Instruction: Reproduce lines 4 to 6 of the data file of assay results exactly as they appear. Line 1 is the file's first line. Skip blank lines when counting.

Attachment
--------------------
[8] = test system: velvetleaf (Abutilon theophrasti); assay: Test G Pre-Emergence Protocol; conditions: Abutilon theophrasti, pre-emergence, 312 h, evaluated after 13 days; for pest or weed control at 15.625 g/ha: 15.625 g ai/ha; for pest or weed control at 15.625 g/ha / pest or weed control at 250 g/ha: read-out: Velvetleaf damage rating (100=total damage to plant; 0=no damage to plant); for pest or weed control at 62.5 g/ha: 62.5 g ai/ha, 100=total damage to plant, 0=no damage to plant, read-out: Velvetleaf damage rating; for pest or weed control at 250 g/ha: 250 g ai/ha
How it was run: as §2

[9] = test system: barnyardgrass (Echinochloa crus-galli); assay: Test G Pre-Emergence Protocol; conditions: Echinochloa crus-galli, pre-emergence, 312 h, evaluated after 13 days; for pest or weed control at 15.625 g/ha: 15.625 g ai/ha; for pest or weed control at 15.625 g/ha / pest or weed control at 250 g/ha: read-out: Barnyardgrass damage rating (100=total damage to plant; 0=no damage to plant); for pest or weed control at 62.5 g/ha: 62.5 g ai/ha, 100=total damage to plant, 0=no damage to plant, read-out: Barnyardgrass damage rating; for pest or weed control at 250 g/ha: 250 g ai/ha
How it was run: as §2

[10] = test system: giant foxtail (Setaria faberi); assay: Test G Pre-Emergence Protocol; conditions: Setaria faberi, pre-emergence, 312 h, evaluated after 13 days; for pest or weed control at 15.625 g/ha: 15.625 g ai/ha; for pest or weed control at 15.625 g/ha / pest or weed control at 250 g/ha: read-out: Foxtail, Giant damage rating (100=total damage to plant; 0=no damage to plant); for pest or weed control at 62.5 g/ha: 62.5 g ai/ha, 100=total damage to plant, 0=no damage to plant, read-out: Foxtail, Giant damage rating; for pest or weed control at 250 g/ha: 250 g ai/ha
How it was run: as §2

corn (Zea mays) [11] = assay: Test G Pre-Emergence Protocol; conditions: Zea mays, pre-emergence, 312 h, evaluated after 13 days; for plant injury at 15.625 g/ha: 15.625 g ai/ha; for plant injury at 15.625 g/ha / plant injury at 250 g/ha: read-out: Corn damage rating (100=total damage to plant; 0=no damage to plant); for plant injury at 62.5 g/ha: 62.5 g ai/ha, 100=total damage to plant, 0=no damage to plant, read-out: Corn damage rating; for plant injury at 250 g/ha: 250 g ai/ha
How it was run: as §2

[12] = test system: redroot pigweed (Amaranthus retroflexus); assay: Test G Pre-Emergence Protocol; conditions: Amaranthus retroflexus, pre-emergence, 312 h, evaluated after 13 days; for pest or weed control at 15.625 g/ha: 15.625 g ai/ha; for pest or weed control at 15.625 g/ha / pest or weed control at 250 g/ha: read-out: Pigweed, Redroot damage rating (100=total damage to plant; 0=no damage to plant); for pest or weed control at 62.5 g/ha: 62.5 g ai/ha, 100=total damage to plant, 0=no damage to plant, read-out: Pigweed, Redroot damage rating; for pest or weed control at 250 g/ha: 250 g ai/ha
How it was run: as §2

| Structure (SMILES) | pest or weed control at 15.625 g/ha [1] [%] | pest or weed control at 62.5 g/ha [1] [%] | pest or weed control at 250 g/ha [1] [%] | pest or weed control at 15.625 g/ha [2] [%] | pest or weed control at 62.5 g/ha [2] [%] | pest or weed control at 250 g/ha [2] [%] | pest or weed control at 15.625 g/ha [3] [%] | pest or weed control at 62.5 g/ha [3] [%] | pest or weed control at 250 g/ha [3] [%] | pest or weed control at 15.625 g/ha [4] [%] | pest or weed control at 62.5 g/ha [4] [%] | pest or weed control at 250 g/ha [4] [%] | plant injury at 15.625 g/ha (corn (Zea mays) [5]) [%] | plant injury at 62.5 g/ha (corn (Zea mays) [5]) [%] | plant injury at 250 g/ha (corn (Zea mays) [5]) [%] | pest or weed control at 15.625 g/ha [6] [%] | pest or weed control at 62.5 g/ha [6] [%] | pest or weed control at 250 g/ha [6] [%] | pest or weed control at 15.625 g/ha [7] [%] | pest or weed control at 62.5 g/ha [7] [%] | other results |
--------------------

How it was run: as §2

[10] = test system: giant foxtail (Setaria faberi); assay: Test G Pre-Emergence Protocol; conditions: Setaria faberi, pre-emergence, 312 h, evaluated after 13 days; for pest or weed control at 15.625 g/ha: 15.625 g ai/ha; for pest or weed control at 15.625 g/ha / pest or weed control at 250 g/ha: read-out: Foxtail, Giant damage rating (100=total damage to plant; 0=no damage to plant); for pest or weed control at 62.5 g/ha: 62.5 g ai/ha, 100=total damage to plant, 0=no damage to plant, read-out: Foxtail, Giant damage rating; for pest or weed control at 250 g/ha: 250 g ai/ha
How it was run: as §2